Microsoft has launched a new fund as part of its Affordable Access Initiative, a program through which the Redmond giant delivers cloud-based services and affordable internet solutions to underserved markets around the globe. The fund will provide resources to companies developing innovative solutions to get more people connected in these markets.
According to Peggy Johnson, executive vice president of business development at Microsoft:
Microsoft has already announced that it will bring affordable broadband internet access to 500,000 Indian villages, leveraging unused TV "white space" spectrum. The Redmond giant is now using the same medium to roll out internet across 17 countries.
Under the Affordable Access Initiative, Microsoft will collaborate with internet service providers as well as public and private companies to deliver new forms of cloud-based services, low-cost internet access, and new payment mechanisms. Participating companies will receive up to $75,000 in funding, software and services, as well as the opportunity to connect with potential founders. Microsoft will be taking applications until 15 January, 2016. Interested companies can find all the relevant details from the Affordable Access Initiative website.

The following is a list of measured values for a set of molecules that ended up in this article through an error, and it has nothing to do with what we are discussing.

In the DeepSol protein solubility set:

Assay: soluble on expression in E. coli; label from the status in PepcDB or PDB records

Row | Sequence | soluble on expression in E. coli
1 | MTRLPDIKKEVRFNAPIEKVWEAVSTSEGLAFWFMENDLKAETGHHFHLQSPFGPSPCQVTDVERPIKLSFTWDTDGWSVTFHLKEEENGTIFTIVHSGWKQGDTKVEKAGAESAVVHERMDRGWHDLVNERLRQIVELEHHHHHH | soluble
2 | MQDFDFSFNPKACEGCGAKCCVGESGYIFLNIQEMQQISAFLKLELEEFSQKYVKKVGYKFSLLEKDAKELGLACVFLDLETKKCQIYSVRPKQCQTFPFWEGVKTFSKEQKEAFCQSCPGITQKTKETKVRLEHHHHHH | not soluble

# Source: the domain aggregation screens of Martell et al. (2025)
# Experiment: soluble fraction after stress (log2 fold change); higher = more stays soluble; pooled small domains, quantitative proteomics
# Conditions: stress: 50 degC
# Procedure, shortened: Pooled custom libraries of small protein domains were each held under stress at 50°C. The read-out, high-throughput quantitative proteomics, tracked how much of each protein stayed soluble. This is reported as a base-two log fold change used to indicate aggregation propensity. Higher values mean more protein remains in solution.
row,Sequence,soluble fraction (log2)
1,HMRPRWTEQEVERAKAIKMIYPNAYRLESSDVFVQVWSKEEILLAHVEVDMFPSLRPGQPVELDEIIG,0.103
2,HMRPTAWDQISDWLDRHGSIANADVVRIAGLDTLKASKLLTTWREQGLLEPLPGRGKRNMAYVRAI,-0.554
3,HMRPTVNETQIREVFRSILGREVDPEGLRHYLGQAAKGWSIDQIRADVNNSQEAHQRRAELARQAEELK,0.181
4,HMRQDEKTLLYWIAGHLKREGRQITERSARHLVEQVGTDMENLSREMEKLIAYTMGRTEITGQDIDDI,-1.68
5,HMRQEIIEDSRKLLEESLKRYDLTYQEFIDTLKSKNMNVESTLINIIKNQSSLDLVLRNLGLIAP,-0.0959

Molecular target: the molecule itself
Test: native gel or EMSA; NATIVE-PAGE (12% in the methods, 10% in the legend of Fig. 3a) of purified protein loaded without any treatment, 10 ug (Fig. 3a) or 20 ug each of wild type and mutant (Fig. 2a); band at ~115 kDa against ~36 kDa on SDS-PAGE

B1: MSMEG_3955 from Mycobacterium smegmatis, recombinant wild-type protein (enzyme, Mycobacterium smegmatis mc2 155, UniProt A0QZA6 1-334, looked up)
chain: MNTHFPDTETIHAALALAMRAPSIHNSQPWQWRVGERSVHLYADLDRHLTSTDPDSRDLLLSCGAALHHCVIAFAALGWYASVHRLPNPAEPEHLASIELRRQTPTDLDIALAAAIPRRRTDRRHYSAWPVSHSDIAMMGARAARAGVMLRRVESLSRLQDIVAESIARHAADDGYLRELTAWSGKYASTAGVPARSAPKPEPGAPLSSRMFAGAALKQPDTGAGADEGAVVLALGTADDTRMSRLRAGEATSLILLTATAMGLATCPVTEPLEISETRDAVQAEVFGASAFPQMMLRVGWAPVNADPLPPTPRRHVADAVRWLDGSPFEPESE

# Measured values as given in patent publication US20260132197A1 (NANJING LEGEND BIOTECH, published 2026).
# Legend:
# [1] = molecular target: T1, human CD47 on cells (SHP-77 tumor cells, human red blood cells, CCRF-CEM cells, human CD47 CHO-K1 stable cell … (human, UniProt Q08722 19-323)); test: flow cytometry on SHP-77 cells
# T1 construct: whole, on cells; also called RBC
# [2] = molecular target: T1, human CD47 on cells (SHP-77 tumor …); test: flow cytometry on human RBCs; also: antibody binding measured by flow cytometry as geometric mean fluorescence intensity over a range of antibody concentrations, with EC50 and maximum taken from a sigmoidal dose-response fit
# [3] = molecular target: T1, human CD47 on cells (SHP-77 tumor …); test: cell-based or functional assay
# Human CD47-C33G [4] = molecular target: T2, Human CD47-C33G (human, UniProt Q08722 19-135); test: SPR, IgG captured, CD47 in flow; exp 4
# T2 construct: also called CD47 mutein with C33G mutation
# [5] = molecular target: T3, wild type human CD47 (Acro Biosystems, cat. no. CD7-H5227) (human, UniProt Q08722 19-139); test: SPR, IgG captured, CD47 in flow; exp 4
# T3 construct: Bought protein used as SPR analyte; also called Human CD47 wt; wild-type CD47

Two projects that are already underway have been highlighted:
- Microsoft's deployment of TV white spaces technology, which repurposes TV frequencies not being used locally to provide affordable, robust Internet access to entire communities. With its partners, Microsoft is currently deploying the technology in 17 countries and five continents.
- Microsoft 4Afrika Initiative, a multiyear initiative through which Microsoft is actively engaging in Africa's economic development to improve its global competitiveness through locally relevant innovation, affordable access and skills development.
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Harish Jonnalagadda is a Senior Editor overseeing Asia for Android Central, Windows Central's sister site. When not reviewing phones, he's testing PC hardware, including video cards, motherboards, gaming accessories, and keyboards.